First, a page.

From his previous period film work (“John Adams”) with director Tom Hooper, cinematographer Danny Cohen knew what would be called for in “The King’s Speech” to keep the focus on the characters and not the 1930s time frame.
“Tom likes to give the actors lots of time to pull out fantastic performances, (plus) as much authenticity as you can manage,” he says. And for Cohen, that meant creating the light and image of a movie set “with as little of the carnage of a movie set as possible” around them.
Per his director’s charge, Cohen utilized a combination of wide-angle lenses, carefully planned close-ups and lighting that avoids drawing attention to itself and keeps the emphasis on King George VI (Colin Firth) and Lionel Logue (Geoffrey Rush), as the royal struggles with a debilitating stammer, with Logue’s help.
Popular on Variety
Cohen was inspired by the work of German-born photographer Bill Brandt. “He did a lot of very stark black-and-white photos that transcended the classes,” explains the d.p. “He shot with a forensics-type police camera with an amazingly wide lens,” an approach that easily found a home on the film.
“It allows you to really bring the actors close to the camera and get these fantastic close-ups,” Cohen explains. “And because you have a wide lens, you can then see a great deal of the background where they’re standing and the context they’re in.”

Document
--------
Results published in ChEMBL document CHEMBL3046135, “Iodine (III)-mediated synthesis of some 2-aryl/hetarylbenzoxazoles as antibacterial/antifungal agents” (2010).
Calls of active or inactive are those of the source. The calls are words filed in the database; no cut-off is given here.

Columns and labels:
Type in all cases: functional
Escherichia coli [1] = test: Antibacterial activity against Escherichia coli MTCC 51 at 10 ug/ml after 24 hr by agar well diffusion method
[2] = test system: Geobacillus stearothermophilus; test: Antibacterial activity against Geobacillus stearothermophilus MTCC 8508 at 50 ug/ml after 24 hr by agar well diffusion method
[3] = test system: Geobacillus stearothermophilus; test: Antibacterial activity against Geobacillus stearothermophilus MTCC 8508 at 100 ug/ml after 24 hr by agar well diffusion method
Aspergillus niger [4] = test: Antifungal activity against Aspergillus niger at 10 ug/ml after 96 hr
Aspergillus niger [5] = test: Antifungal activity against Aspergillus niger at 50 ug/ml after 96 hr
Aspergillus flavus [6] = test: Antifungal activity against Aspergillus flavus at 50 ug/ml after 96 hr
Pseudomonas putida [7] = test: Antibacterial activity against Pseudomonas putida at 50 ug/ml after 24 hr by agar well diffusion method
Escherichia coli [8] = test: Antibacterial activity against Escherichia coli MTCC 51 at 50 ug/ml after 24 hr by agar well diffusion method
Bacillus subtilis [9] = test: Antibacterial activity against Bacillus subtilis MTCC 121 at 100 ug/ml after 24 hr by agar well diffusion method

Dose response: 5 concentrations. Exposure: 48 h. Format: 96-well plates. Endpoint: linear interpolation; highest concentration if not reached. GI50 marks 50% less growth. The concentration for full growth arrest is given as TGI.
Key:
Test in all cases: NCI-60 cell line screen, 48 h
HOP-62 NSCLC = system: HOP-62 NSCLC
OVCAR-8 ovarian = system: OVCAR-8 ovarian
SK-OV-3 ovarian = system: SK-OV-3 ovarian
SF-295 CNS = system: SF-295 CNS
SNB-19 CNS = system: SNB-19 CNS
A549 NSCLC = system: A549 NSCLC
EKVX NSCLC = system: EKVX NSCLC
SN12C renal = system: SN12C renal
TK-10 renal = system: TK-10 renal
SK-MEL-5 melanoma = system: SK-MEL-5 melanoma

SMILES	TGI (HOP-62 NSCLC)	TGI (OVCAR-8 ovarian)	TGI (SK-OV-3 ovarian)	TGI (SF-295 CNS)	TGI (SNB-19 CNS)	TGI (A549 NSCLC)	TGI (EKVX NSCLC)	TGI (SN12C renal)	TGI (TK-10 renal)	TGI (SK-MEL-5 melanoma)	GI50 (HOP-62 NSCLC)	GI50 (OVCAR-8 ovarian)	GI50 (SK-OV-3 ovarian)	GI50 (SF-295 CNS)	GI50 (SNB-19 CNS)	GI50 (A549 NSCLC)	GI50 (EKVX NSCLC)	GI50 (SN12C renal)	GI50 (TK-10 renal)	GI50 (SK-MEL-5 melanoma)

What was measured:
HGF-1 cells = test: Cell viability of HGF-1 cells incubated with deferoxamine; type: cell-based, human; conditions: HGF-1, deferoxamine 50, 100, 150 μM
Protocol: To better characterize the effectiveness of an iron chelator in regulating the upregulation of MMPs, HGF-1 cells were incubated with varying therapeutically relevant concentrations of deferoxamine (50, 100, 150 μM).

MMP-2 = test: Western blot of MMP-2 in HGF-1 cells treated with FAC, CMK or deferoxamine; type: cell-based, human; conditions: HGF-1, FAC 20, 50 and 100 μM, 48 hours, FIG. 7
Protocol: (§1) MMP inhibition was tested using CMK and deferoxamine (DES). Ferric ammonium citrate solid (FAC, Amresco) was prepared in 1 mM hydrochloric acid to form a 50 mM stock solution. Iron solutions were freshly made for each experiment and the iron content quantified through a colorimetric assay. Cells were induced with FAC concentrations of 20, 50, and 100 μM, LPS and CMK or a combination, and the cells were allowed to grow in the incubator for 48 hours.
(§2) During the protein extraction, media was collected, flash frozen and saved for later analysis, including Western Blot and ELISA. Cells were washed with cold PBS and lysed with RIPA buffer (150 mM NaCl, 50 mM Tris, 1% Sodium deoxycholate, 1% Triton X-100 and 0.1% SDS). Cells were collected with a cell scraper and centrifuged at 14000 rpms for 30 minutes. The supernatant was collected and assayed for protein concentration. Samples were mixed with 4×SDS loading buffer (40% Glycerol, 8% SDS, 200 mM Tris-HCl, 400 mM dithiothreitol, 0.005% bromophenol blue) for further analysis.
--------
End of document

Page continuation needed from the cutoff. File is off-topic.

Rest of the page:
Cohen credits a consistent crew of skilled technicians with the success of the film’s cinematography, particularly his focus pullers, who carefully executed the many foreground-to-background focus adjustments. “Those shots help keep the audience engrossed in the film and with the characters, instead of jumping with cut after cut.”
The close shots allow the focus to remain on the King’s emotional challenges. “I wanted you to feel his breath on your face,” the d.p. says. “Because ultimately, it’s not as much about the history, but essentially about a guy who’s got a stammer (and) overcoming that issue.”
Oscar pedigree: “King’s Speech” reps Cohen’s first nom.
2010 awards to date: N/A
Camera and film stock: ARRI LTs and Fuji 500T Vivid and 160T Vivid. “The Vivid gives you a little bit more contrast, a slightly punchier image than their standard negative film. And if you shoot tungsten film in daylight, you get a cold image, perfect for the London winters we were depicting.”
Key scenes: “All the stuff inside Logue’s consulting room, which was shot in an old Georgian house in the middle of London. We lit it from outside the room, lighting through a skylight. It frees up the actors, and also lights the room in a vaguely naturalistic way. The warmth, then, comes mainly from the warmth that Geoffrey brings.”
Jack Cardiff: Painter’s eye view
Danny Cohen | Jeff Cronenweth | Roger Deakins | Matthew Libatique | Wally Pfister